The Science of Storytelling
The Loneliest Whale provides a creative contrast to the recent whale expedition doc Fathom, which also followed researchers into the field as they studied whales through bioacoustics. However, where Fathom observes the scientists through a detached and impersonal lens, Zeman goes along for the ride with the researchers in front of the camera. His presence invites the scientists to distill complex information for general audiences, but it also draws out the relatable elements of 52’s solitary swim.
Zeman says that the choice to insert himself into The Loneliest Whale was partly “born out of necessity” and partly “to bring the humanity of science.” However, both reasons share a goal: to elucidate the story. “Scientists need to be better storytellers,” explains Zeman. “Especially as we face battles about science and our environment, like climate change, we need to be better storytellers.” The urban legend of “the loneliest whale” is merely one example in which good storytelling connects broad audiences to environmental concerns.
Moreover, the film sees science and storytelling align as brainwaves converge between the parties on the voyage. For example, the rag tag nature of the indie shoot serves both parties when the film crew and the researchers affix Go-Pro cameras to whales with hopes of getting a shot of 52 underwater. The Loneliest Whale delivers high sea adventures as the crews pursue the whales on smaller boats, strategically manoeuver around the giant mammals, and slap the cameras on them with a pole.
“At some point, their process and our process meshed,” says Zeman. “That became so satisfying from a filmmaking standpoint because we were all in this quest together, and it was really interesting for them to see how they could use our tools.” One sequence sees the scientists in awe as drones allow the crew to film whales from above, capturing the first known images of a whale swimming while singing. Each discovery affords a sense that they’re getting closer to 52 as the seven-day expedition approaches its end.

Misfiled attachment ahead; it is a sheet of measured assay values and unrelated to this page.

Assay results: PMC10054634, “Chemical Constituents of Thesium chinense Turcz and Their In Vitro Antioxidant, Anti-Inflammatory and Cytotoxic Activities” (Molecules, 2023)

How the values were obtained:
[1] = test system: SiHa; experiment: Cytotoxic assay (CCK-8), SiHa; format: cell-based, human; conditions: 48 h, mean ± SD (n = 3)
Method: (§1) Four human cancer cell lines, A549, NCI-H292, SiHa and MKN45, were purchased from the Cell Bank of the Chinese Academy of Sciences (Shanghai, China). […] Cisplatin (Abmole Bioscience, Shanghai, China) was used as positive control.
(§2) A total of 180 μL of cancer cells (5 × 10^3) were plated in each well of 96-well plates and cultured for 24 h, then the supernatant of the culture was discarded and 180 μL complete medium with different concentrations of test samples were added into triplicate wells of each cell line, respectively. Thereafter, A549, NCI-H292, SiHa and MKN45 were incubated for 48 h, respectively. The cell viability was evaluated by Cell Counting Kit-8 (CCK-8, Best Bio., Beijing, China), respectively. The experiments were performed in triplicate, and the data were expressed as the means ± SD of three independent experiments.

“When the legend becomes fact, print the legend”
The Loneliest Whale sees another negotiation between art and science as Zeman and company consider the extent to which they can anthropomorphize 52. One crewmember notes the tragedy that the lonely whale doesn’t have a proper name, while others inevitably lapse into descriptors that afford the whale human emotions. Zeman says that anthropomorphizing was a sensitive subject, but simply part of the dance between science and storytelling. “They need these anthropomorphizing metaphors, so that we can understand science better and, if you will, demystify the legend of the lonely whale that isn’t really lonely,” notes Zeman. “I think that doing so allowed us to discuss what loneliness means, then it became a much richer relationship that human beings have with the ocean and animals.”
As the journey of The Loneliest Whale yields new information about 52, the underlying question of the story is whether the urban legend will endure. The film calls to mind the mantra from John Ford’s classic western The Man Who Shot Liberty Valance, which ends with the oft-quoted advice, “When the legend becomes fact, print the legend.” Zeman says this mantra is at the heart of his filmmaking as he explores urban legends and mysteries whether they involve boogeymen or blue whales.
“All we’re doing is adding another chapter to the story of the loneliest whale,” explains Zeman. “That’s what filmmakers and storytellers learn: no matter how much you may blow apart a myth, you never really take it away. All you end up doing is adding another chapter and another layer to that mythology, which, in some ways, makes it that much richer and helps it grow.”
The Loneliest Whale opens in theatres July 16.